The stalking horse is a strategy that has been used in politics over the past 200 years. A stalking horse in politics appears to be a candidate for an office who builds a base of support but delivers the support to another candidate in the actual vote. We will soon know if it worked in the Canadian federal conservative leadership being decided later today. The stalking horse was former MP and Brampton mayor Patrick Brown. He was doing the stalking on behalf of his friend, former Quebec Premier Jean Charest. The prize at the end of the game was for Charest to win the leadership against MP Pierre Poilievre.
While people such as former prime minister Brian Mulroney were working the conservative party sign-ups in Quebec for Charest, Patrick Brown was signing up temporary conservatives across Canada—supposedly for his own campaign. His main target was the sub-continent diaspora of almost 2 million Hindus, Muslims and Sikhs who are concentrated in Toronto and Vancouver and other cities such as Montreal in Quebec and Brampton, Ontario. Brown signed up more than 100,000 temporary conservatives and renewals.
There are many theories as to why Brown was turfed from the conservative contest. There were rumours of illegal acts and there were rumours of rules violations. I think Patrick Brown set up his own ejection from the race. The problem was that with his sign-ups voting for him on the first ballot, he was risking coming second to Pierre Poilievre. For the stalking horse effort to work, Jean Charest had to come first or second on the first ballot. All was lost though if Poilievre had more than 50 per cent of 338 electoral districts on the first ballot.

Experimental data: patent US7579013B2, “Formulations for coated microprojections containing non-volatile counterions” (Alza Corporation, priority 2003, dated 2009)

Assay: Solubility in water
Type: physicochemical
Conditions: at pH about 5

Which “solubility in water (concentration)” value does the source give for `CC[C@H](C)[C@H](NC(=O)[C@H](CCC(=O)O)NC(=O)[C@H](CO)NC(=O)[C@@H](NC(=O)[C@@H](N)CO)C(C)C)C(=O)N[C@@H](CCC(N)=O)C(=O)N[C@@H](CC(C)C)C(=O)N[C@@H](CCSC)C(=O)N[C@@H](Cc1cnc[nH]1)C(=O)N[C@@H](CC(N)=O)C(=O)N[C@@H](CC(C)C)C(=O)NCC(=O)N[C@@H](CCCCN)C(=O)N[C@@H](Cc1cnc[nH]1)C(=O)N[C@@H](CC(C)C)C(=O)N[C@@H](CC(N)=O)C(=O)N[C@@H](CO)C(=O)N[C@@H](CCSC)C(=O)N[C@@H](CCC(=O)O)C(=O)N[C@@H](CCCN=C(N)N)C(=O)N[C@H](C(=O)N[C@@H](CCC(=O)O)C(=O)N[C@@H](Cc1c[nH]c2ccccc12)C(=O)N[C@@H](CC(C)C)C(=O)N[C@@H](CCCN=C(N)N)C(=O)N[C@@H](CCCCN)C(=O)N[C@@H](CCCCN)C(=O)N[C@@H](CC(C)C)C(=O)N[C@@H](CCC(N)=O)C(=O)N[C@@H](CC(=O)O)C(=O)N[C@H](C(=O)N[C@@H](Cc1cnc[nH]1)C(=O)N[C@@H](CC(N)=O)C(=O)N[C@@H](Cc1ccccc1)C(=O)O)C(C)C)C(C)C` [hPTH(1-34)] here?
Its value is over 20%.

Brown had no problem asking his temporary members to vote for Charest second to him. They would also accept his advice to vote for Jean Charest after he was out of the race. It did not matter that his name was still on the ballot. It is his second vote that is counted.
What is not clear is the obvious animosity between Brown and Poilievre. Neither of the two men are particularly likeable. Neither has much life experience. They both have had a life dedicated to politics with a conservative flavour. Brown’s conservatism is that of a smarmy, middle-of-the-road retail politician and Poilievre’s is to the extremes of the right wing of conservatism.
Copyright 2022 © Peter Lowry
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